Sign up ×
Mathematics Stack Exchange is a question and answer site for people studying math at any level and professionals in related fields. It's 100% free, no registration required.

How to show that in every graph, the minimum size of a vertex cover is equal to number of vertices minus the maximum size of an independent set.

According to Vertex cover two problem are not equivalent, but there are should be kind of connection between them.


share|cite|improve this question

1 Answer 1

up vote 2 down vote accepted

A subset $C \subseteq V$ is a vertex cover iff

$$\forall (u,v) \in E. u \in C \vee v \in C$$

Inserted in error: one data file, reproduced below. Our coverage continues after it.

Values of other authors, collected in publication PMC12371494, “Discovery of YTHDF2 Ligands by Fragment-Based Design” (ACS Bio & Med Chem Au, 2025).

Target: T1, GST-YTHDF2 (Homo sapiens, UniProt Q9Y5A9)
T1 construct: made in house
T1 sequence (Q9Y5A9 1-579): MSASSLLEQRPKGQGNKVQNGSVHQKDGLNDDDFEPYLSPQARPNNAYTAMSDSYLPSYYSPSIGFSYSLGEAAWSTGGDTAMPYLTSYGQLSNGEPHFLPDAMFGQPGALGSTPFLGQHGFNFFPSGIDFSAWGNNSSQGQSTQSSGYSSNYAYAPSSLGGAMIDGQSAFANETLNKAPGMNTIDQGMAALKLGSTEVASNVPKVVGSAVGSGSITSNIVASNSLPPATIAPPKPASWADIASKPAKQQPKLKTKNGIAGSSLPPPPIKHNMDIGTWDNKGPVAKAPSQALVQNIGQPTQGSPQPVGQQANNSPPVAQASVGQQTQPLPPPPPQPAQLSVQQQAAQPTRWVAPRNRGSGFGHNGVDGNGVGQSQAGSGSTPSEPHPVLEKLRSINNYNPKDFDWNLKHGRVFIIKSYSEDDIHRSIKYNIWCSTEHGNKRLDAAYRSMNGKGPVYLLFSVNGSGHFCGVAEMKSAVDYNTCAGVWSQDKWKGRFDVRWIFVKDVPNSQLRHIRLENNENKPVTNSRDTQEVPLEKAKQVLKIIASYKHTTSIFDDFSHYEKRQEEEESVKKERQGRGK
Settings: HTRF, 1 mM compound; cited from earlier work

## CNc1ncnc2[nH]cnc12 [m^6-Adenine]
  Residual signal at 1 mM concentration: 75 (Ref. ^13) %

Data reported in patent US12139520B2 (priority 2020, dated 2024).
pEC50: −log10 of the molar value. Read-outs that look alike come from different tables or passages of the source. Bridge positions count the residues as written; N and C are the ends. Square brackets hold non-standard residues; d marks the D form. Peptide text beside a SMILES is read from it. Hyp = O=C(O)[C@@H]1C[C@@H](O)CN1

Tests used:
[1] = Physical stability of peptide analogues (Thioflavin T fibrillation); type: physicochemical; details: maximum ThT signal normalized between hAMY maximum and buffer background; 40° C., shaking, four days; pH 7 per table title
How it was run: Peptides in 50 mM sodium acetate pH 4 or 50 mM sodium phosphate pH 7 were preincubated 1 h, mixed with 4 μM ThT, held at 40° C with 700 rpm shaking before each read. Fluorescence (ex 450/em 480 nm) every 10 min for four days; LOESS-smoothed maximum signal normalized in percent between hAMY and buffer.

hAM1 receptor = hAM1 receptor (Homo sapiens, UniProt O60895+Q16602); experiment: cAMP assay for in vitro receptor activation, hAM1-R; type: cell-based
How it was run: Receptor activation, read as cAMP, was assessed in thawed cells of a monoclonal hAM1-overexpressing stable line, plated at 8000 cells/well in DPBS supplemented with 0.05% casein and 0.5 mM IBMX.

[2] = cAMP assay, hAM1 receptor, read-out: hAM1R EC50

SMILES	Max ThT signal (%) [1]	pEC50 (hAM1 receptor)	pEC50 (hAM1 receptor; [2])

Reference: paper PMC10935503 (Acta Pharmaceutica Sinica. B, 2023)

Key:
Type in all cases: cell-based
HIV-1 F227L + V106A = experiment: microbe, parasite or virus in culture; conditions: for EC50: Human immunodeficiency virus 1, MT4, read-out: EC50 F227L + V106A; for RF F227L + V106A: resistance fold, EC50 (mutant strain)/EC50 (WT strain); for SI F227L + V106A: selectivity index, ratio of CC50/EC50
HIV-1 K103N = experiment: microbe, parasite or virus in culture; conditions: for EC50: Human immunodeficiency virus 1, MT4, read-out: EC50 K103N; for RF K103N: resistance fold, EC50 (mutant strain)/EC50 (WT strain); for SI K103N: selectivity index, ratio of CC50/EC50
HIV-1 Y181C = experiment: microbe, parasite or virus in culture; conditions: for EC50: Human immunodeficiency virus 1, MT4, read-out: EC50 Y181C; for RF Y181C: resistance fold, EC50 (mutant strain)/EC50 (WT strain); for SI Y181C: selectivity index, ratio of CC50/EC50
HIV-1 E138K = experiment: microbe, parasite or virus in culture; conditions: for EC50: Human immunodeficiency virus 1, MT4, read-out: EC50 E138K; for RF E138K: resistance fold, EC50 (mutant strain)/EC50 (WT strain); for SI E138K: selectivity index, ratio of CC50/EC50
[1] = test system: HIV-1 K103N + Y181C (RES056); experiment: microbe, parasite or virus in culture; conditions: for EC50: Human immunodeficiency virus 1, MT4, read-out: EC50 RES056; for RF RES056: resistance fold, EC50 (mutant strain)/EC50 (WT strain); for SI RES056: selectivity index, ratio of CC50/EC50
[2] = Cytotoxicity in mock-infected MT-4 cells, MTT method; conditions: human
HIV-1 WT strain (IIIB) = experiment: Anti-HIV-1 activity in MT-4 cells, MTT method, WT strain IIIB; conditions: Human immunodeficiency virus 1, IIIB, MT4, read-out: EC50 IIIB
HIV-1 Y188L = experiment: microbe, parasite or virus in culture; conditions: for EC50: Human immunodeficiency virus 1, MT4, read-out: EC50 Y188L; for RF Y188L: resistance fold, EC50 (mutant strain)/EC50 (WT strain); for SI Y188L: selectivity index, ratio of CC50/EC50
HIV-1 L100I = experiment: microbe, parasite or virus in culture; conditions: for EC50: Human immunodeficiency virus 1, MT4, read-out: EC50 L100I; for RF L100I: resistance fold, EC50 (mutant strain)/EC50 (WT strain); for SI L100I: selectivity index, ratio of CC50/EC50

A subset $I \subseteq V$ is an independent set iff

$$\forall (u,v) \in E. u \notin I \vee v \notin I$$

So as you can see a set is a vertex cover iff its complement is an independent set, and the converse also holds.

Therefore a minimal vertex cover $C$ corresponds to a maximal independent set $V-C$.

share|cite|improve this answer

Your Answer


By posting your answer, you agree to the privacy policy and terms of service.

Not the answer you're looking for? Browse other questions tagged or ask your own question.